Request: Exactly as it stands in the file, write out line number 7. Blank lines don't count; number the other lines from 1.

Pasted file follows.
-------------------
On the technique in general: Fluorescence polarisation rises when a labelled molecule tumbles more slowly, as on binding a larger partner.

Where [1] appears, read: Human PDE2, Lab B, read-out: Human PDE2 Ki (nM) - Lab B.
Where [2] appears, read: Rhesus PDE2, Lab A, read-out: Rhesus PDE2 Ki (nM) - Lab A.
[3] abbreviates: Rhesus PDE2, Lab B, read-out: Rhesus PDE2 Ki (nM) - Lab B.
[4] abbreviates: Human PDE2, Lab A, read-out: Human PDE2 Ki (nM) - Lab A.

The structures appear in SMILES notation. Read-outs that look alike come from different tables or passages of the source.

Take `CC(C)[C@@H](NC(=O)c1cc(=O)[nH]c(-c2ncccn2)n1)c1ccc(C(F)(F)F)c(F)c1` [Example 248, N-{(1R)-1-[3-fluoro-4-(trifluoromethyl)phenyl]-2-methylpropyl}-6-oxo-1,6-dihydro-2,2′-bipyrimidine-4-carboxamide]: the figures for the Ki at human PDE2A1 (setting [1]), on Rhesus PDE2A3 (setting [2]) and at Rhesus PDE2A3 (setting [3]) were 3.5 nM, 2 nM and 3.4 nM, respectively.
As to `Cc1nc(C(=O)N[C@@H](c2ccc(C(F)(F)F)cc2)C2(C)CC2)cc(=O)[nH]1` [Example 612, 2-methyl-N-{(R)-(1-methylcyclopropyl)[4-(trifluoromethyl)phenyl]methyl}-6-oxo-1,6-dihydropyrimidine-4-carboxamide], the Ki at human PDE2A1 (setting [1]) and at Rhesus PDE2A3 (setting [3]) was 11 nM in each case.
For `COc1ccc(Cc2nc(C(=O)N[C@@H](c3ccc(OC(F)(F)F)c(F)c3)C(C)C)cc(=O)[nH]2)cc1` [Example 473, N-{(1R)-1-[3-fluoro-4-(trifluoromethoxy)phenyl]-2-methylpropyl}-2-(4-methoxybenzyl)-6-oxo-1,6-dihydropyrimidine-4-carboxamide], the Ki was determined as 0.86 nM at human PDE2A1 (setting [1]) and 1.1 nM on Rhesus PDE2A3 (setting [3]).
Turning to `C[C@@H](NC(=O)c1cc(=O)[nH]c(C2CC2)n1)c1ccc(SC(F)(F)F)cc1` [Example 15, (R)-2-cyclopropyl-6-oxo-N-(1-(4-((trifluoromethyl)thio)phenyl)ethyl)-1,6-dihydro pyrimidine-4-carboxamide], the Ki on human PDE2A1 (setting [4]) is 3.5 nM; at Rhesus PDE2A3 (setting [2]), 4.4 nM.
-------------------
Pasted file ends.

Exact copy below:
Take `CC(C)[C@@H](NC(=O)c1cc(=O)[nH]c(-c2ncccn2)n1)c1ccc(C(F)(F)F)c(F)c1` [Example 248, N-{(1R)-1-[3-fluoro-4-(trifluoromethyl)phenyl]-2-methylpropyl}-6-oxo-1,6-dihydro-2,2′-bipyrimidine-4-carboxamide]: the figures for the Ki at human PDE2A1 (setting [1]), on Rhesus PDE2A3 (setting [2]) and at Rhesus PDE2A3 (setting [3]) were 3.5 nM, 2 nM and 3.4 nM, respectively.